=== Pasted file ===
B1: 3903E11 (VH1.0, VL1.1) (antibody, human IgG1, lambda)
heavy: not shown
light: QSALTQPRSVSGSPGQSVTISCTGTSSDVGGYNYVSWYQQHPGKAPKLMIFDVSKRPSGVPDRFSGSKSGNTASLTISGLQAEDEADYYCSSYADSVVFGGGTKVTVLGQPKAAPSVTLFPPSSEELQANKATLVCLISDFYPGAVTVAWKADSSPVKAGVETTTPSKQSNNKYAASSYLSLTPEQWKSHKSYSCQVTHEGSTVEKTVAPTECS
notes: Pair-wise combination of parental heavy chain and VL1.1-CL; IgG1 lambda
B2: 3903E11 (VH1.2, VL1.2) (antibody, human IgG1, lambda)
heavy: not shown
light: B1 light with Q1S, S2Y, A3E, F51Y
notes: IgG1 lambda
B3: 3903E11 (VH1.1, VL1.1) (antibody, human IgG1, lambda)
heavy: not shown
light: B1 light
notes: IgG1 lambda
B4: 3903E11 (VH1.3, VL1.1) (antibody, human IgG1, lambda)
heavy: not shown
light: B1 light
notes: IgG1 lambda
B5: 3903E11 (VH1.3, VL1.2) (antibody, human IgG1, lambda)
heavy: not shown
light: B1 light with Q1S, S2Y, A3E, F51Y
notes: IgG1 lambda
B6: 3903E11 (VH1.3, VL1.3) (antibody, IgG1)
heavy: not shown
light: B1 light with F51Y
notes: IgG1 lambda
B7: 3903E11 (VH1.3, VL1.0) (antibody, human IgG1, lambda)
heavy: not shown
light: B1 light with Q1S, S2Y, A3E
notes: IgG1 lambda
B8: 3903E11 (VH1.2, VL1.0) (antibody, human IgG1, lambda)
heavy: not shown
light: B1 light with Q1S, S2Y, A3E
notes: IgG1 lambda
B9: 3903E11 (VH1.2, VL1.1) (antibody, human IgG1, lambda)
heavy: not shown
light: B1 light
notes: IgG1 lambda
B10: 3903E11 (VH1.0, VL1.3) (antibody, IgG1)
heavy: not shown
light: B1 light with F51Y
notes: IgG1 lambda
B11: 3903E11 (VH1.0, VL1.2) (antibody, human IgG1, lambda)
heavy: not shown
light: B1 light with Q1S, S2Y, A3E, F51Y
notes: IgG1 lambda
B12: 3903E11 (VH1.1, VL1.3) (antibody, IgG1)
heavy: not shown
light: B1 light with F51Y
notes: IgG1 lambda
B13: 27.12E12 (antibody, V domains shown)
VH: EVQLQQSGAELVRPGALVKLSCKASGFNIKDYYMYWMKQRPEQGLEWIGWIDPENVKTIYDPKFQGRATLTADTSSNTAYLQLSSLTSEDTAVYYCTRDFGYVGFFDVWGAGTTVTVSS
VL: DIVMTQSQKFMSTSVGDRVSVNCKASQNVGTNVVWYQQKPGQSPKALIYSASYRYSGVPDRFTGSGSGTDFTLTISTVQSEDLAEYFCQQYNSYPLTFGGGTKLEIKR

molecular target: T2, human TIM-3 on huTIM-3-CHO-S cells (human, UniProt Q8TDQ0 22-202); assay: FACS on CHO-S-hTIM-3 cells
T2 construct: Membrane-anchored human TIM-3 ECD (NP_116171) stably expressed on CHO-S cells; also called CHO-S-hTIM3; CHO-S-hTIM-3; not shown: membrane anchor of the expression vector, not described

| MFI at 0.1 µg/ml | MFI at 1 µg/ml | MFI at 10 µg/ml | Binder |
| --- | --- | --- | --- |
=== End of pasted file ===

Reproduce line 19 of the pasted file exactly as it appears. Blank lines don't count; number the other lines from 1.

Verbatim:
light: B1 light with Q1S, S2Y, A3E, F51Y